Andrew is a native of Albuquerque, but he left to earn a degree in marketing and business at the University of Arizona. He eventually found his way back home, but with successful stopovers in Mooresville, North Carolina and Los Angeles, California. “Recently I came back to the area after helping lead the marketing department for Penske Racing and heading up a group of high performance automotive parts brands for their parent company, a global diversified manufacturing business. The company made everything from injection molded plastic products to wiring and connectors for the space shuttle, so I am familiar with manufacturing.” What he didn’t know is that his search to buy into a company would land him at BMC. “I knew Mark’s lawyer and he kept telling me you need to meet Mark and look at this business. I had targeted businesses with a strong brand in manufacturing and Bogue was just what I was looking for. Mark bought it from his dad, and I’m buying it from him over the next couple years.”

The majority of Bogue’s customers fall under the label of aerospace and defense, but they have a much more diverse customer base today than they did just five years ago. “We are pretty evenly split between government-supported customers and what we call commercial customers,” describes Andrew. “We’ve taken our reputation for precision and applied that into other commercial areas which value our aerospace manufacturing practices.” One such customer is the world leader in water blasting tools. Bogue began making tools and accessories for them over twenty years go. Tools might include a tip that connects to the end of a hose and blasts water at 40,000 psi. With that kind of force they require it to be exact, and exact is what Bogue is known for.

New Mexico’s economy in general is very dependent on government spending. They have two national laps that generate a lot of jobs and spending that filters through the state’s economy. They also have a fair amount of oil and gas in the state. If you don’t want to rise and fall on the whim of congress passing a budget you have to diversify. Bogue accepted the ebb and flow of the industry for many years, but now they are pulling the sales handle and selling what they are good at. “We’ve identified industries that are on the rise, and that appreciate our core competencies,” tells Andrew. “I’m really pleased by the work we do for the DOE and through blue-chip customers like Raytheon and Honeywell, but we want to expand what we do into commercial aerospace and alternative energies. Companies like Boeing, Airbus, Bombardier can’t build production lines fast enough and offer a great opportunity for companies like ours who have a reputation for precision and quality. We have a solid foundation in oil and gas, but solar and wind are exploding and not subject to the same kind of market pressures that the other two are. I’d like to see us get further in to those industries.” Selfishly Andrew would like to see the company dabble in high performance motorsports applications too, but finding the right company that requires aerospace grade precision to partner with is not a simple task.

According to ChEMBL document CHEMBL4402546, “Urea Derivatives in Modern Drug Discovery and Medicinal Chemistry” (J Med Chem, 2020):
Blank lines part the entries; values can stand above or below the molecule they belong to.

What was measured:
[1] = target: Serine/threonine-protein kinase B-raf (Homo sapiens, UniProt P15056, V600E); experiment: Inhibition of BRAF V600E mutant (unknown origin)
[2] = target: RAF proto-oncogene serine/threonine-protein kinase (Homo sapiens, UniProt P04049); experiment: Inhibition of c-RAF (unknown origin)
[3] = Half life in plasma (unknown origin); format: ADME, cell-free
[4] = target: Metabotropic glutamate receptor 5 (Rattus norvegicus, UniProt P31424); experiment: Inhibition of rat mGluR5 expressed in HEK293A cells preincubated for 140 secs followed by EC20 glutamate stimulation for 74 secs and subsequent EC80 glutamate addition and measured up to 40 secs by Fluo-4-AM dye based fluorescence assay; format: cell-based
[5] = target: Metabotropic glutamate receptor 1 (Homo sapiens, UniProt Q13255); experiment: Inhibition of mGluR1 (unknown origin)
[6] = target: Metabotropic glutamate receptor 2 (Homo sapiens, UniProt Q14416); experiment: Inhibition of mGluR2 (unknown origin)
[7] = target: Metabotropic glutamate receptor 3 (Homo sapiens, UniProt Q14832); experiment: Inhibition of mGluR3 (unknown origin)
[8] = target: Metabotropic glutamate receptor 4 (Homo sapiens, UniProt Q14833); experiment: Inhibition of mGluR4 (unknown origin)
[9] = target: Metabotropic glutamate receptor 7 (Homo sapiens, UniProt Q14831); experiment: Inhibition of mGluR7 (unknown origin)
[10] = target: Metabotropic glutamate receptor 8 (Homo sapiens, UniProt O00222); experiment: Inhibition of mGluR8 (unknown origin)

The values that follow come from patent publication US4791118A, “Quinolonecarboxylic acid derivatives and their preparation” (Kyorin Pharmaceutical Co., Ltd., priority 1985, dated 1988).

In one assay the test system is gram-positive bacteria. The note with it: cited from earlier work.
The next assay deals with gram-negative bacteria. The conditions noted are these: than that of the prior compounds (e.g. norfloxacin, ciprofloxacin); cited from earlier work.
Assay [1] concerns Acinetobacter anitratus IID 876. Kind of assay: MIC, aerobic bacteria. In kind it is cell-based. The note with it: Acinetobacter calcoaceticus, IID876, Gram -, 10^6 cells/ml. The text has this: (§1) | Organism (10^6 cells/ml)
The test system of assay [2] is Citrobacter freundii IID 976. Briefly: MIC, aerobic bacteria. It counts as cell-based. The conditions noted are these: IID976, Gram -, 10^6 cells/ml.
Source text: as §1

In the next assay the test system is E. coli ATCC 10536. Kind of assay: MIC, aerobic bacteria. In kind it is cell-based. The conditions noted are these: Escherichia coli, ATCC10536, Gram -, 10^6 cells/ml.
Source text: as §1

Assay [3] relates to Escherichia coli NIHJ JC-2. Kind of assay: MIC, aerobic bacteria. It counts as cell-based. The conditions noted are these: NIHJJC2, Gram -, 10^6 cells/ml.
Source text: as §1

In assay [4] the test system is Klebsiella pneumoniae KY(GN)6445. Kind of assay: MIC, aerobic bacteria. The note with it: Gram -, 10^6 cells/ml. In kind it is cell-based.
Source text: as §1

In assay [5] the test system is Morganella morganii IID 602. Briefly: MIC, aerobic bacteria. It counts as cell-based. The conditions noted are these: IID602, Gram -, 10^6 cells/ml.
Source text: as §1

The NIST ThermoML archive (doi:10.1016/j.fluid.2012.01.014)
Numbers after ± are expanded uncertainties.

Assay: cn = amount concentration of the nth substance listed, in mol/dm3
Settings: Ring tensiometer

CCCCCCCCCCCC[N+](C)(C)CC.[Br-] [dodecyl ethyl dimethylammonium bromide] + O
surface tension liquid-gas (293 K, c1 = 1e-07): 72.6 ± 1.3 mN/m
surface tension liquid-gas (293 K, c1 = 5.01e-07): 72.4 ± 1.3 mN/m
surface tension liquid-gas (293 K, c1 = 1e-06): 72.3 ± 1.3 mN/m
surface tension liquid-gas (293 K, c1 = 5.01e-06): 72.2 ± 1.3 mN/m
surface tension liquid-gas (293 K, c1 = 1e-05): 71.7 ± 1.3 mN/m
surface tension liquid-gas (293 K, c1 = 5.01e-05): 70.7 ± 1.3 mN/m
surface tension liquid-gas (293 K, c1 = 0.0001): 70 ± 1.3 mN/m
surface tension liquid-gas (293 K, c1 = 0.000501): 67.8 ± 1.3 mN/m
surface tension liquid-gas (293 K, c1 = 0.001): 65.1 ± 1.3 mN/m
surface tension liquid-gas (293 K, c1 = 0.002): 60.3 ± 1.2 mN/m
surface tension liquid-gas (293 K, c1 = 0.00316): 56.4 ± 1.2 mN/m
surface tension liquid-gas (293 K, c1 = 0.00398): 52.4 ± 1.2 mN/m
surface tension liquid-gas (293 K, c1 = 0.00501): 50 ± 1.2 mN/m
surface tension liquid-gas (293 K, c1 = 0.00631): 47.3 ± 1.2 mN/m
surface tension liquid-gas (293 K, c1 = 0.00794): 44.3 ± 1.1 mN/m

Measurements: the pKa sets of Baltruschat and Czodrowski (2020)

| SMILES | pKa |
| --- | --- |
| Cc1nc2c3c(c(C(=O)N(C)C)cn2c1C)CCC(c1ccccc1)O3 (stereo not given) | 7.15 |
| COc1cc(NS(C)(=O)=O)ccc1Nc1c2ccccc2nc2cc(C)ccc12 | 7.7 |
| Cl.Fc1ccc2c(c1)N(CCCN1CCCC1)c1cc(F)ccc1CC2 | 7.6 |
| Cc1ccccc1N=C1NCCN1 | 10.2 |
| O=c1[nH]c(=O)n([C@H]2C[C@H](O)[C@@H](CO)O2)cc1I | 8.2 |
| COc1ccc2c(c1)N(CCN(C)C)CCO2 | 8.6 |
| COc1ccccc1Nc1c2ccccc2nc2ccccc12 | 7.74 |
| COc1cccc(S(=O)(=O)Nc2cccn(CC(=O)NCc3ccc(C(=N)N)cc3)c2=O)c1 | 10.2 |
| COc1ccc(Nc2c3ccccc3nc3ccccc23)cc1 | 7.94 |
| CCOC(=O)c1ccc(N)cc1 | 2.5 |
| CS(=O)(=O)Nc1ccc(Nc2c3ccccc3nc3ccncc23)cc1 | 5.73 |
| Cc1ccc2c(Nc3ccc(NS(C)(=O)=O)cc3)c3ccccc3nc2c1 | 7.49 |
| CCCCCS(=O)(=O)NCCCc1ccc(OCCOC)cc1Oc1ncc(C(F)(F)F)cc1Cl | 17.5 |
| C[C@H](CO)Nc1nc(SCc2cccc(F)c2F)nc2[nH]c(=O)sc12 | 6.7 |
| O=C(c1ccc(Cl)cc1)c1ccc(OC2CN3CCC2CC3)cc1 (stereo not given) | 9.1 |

Mark and Andrew’s goal is for BMC to grow into a more diversified manufacturing business by offering additional services and expanding on what they already do well. A few of their options include adding a plating line and bringing 3D metal printing services in house. “I’d like to see us with full design engineering capabilities,” tells Mark. “We’ve gained a lot of manufacturing engineering expertise over the last 45 years. We deal directly with the customer’s engineering teams about the manufacturability of the concept. Adding design is just the next rung on the ladder.” Andrew echoes Marks views and concludes, “Expanding what we do and who we do it for is key to our future growth. Bogue Machine Company is more than a job shop, we are now, and will continue to be a solutions provider for industries requiring aerospace precision.”